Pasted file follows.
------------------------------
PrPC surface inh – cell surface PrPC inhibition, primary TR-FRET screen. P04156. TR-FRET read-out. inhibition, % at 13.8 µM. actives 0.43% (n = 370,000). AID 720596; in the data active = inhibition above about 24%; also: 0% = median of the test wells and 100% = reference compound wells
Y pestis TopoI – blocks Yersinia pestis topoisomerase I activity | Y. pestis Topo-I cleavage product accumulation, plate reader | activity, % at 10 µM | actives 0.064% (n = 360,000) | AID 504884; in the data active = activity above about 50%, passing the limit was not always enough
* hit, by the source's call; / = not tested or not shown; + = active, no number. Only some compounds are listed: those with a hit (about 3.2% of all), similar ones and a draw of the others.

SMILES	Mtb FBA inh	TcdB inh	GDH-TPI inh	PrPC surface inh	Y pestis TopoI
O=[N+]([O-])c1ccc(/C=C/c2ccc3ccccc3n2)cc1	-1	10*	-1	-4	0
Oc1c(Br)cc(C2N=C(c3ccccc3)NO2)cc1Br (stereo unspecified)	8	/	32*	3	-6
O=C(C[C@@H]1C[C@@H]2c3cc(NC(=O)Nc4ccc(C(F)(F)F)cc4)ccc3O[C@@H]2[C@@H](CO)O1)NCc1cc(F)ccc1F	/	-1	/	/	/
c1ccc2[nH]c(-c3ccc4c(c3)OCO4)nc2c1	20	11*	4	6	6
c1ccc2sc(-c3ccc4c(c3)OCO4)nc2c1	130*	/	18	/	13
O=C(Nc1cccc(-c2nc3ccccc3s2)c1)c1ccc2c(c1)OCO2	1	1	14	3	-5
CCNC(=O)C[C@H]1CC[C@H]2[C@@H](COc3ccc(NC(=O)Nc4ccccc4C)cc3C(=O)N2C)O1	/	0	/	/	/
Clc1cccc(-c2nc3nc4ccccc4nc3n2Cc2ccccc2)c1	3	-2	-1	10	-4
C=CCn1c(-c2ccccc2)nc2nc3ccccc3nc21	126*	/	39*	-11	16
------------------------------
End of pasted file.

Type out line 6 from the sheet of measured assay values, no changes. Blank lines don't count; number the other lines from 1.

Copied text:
Oc1c(Br)cc(C2N=C(c3ccccc3)NO2)cc1Br (stereo unspecified)	8	/	32*	3	-6